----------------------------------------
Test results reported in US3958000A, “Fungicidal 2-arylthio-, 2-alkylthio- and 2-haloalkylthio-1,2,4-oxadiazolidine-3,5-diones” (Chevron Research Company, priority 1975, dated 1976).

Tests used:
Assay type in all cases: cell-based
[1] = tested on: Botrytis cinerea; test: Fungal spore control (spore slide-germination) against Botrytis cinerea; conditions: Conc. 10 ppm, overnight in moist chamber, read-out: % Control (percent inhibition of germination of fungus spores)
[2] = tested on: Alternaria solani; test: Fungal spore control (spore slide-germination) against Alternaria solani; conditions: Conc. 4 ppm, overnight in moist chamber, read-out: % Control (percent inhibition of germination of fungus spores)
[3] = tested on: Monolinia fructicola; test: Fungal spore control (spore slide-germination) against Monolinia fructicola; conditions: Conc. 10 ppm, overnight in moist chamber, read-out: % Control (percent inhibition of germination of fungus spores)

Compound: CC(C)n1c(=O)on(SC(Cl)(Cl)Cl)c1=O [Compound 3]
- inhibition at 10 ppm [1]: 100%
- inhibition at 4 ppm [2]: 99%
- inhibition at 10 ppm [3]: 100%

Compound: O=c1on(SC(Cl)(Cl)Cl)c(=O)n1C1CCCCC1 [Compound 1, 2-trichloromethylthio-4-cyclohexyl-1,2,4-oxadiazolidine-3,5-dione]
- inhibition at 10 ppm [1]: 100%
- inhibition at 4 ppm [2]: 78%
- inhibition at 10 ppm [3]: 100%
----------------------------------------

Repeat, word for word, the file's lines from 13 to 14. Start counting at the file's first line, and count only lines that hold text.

- inhibition at 4 ppm [2]: 78%
- inhibition at 10 ppm [3]: 100%